• The Glance image that holds the VM operating system to use. StorPerf has only been tested with Ubuntu 16.04
  • The name of the public network that agents will use
  • The size, in gigabytes, of the Cinder volumes to create

The ReST API is a POST to http://StorPerf:5000/api/v1.0/configurations and takes a JSON payload as follows.

  "agent_count": int,
  "agent_image": string,
  "public_network": string,
  "volume_size": int

This call will block until the stack is created, at which point it will return the OpenStack heat stack id.

Initialize the Cinder Volumes

Before executing a test run for the purpose of measuring performance, it is necessary to fill the Cinder volume with random data. Failure to execute this step can result in meaningless numbers, especially for read performance. Most Cinder drivers are smart enough to know what blocks contain data, and which do not. Uninitialized blocks return “0” immediately without actually reading from the volume.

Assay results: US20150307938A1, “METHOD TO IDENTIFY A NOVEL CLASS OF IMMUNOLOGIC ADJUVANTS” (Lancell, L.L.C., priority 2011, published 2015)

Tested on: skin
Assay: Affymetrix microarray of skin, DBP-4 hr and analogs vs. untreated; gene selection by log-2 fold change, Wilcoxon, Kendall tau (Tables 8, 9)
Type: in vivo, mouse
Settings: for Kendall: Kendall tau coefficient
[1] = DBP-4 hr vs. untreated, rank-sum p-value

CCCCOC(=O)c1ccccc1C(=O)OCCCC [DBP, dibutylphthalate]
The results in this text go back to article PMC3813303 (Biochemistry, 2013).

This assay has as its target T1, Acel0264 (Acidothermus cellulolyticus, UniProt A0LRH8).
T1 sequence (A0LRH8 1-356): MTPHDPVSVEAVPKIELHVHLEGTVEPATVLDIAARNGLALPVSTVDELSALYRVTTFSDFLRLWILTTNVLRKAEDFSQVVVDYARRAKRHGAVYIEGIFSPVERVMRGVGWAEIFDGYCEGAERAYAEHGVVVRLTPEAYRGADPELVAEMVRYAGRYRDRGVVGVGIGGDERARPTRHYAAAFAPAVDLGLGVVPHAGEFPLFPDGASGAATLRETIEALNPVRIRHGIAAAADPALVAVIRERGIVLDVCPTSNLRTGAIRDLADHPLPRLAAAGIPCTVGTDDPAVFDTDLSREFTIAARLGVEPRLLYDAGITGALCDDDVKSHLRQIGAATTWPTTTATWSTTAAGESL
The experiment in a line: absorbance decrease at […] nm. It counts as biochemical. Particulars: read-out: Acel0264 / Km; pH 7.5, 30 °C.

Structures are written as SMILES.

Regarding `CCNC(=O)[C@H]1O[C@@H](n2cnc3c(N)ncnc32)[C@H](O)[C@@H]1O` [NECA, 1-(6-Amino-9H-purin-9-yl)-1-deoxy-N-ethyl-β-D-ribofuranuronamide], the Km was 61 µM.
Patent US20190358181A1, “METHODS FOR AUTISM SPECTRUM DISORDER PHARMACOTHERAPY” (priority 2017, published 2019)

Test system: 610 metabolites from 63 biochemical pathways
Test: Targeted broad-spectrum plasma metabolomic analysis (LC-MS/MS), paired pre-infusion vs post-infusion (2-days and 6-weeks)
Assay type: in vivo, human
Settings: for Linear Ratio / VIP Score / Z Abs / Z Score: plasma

Initiating the data fill looks the same as a regular performance test, but uses the special workload called “_warm_up”. StorPerf will never push _warm_up data to the OPNFV Test Results DB, nor will it terminate the run on steady state. It is guaranteed to run to completion, which fills 100% of the volume with random data.

The ReST API is a POST to http://StorPerf:5000/api/v1.0/jobs and takes a JSON payload as follows.

   "workload": "_warm_up"

This will return a job ID as follows.

  "job_id": "edafa97e-457e-4d3d-9db4-1d6c0fc03f98"

This job ID can be used to query the state to determine when it has completed. See the section on querying jobs for more information.

Execute a Performance Run

Performance runs can execute either a single workload, or iterate over a matrix of workload types, block sizes and queue depths.

Workload Types

Read, Random. 100% read of random blocks
Read, Sequential. 100% read of sequential blocks of data
Read / Write Mix, Random. 70% random read, 30% random write
Write, Random. 100% write of random blocks
Write, Sequential. 100% write of sequential blocks.

Block Sizes

A comma delimited list of the different block sizes to use when reading and writing data. Note: Some Cinder drivers (such as Ceph) cannot support block sizes larger than 16k (16384).

Queue Depths

A comma delimited list of the different queue depths to use when reading and writing data. The queue depth parameter causes FIO to keep this many I/O requests outstanding at one time. It is used to simulate traffic patterns on the system. For example, a queue depth of 4 would simulate 4 processes constantly creating I/O requests.